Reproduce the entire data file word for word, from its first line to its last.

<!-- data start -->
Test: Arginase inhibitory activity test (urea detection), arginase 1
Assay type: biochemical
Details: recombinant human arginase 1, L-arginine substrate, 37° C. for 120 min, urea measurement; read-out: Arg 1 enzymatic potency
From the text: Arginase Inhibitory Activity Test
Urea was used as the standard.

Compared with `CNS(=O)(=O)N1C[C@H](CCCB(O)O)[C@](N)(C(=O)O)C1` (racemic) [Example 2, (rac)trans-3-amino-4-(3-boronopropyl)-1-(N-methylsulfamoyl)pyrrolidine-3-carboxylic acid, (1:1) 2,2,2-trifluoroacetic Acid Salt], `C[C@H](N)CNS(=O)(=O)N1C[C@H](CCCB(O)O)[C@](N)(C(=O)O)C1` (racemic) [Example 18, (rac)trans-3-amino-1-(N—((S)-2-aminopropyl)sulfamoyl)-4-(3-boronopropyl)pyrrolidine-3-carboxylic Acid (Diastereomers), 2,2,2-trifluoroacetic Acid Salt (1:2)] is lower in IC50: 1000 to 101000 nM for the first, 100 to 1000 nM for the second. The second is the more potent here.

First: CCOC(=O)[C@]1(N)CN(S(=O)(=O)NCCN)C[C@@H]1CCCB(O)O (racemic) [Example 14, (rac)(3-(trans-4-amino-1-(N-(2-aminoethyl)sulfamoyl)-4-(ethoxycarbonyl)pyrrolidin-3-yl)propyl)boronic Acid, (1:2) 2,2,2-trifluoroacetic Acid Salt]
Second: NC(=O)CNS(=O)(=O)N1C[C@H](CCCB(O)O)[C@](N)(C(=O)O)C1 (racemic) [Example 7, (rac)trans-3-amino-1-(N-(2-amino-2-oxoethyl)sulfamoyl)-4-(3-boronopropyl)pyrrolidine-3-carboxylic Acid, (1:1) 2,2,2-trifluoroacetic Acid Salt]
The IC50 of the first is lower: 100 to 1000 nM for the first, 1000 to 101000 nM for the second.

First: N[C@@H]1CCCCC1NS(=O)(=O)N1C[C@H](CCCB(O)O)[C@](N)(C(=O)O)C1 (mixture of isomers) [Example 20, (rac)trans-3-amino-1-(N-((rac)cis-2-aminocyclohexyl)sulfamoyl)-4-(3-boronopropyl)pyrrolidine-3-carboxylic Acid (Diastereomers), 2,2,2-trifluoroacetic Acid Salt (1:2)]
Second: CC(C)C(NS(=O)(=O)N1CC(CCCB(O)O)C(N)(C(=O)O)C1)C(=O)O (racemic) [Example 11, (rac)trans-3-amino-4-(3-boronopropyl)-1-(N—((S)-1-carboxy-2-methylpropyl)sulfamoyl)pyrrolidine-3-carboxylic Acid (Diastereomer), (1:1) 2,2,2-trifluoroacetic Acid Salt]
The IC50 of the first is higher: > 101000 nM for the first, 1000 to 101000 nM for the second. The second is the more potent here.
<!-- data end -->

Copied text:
Test: Arginase inhibitory activity test (urea detection), arginase 1
Assay type: biochemical
Details: recombinant human arginase 1, L-arginine substrate, 37° C. for 120 min, urea measurement; read-out: Arg 1 enzymatic potency
From the text: Arginase Inhibitory Activity Test
Urea was used as the standard.

Compared with `CNS(=O)(=O)N1C[C@H](CCCB(O)O)[C@](N)(C(=O)O)C1` (racemic) [Example 2, (rac)trans-3-amino-4-(3-boronopropyl)-1-(N-methylsulfamoyl)pyrrolidine-3-carboxylic acid, (1:1) 2,2,2-trifluoroacetic Acid Salt], `C[C@H](N)CNS(=O)(=O)N1C[C@H](CCCB(O)O)[C@](N)(C(=O)O)C1` (racemic) [Example 18, (rac)trans-3-amino-1-(N—((S)-2-aminopropyl)sulfamoyl)-4-(3-boronopropyl)pyrrolidine-3-carboxylic Acid (Diastereomers), 2,2,2-trifluoroacetic Acid Salt (1:2)] is lower in IC50: 1000 to 101000 nM for the first, 100 to 1000 nM for the second. The second is the more potent here.

First: CCOC(=O)[C@]1(N)CN(S(=O)(=O)NCCN)C[C@@H]1CCCB(O)O (racemic) [Example 14, (rac)(3-(trans-4-amino-1-(N-(2-aminoethyl)sulfamoyl)-4-(ethoxycarbonyl)pyrrolidin-3-yl)propyl)boronic Acid, (1:2) 2,2,2-trifluoroacetic Acid Salt]
Second: NC(=O)CNS(=O)(=O)N1C[C@H](CCCB(O)O)[C@](N)(C(=O)O)C1 (racemic) [Example 7, (rac)trans-3-amino-1-(N-(2-amino-2-oxoethyl)sulfamoyl)-4-(3-boronopropyl)pyrrolidine-3-carboxylic Acid, (1:1) 2,2,2-trifluoroacetic Acid Salt]
The IC50 of the first is lower: 100 to 1000 nM for the first, 1000 to 101000 nM for the second.

First: N[C@@H]1CCCCC1NS(=O)(=O)N1C[C@H](CCCB(O)O)[C@](N)(C(=O)O)C1 (mixture of isomers) [Example 20, (rac)trans-3-amino-1-(N-((rac)cis-2-aminocyclohexyl)sulfamoyl)-4-(3-boronopropyl)pyrrolidine-3-carboxylic Acid (Diastereomers), 2,2,2-trifluoroacetic Acid Salt (1:2)]
Second: CC(C)C(NS(=O)(=O)N1CC(CCCB(O)O)C(N)(C(=O)O)C1)C(=O)O (racemic) [Example 11, (rac)trans-3-amino-4-(3-boronopropyl)-1-(N—((S)-1-carboxy-2-methylpropyl)sulfamoyl)pyrrolidine-3-carboxylic Acid (Diastereomer), (1:1) 2,2,2-trifluoroacetic Acid Salt]
The IC50 of the first is higher: > 101000 nM for the first, 1000 to 101000 nM for the second. The second is the more potent here.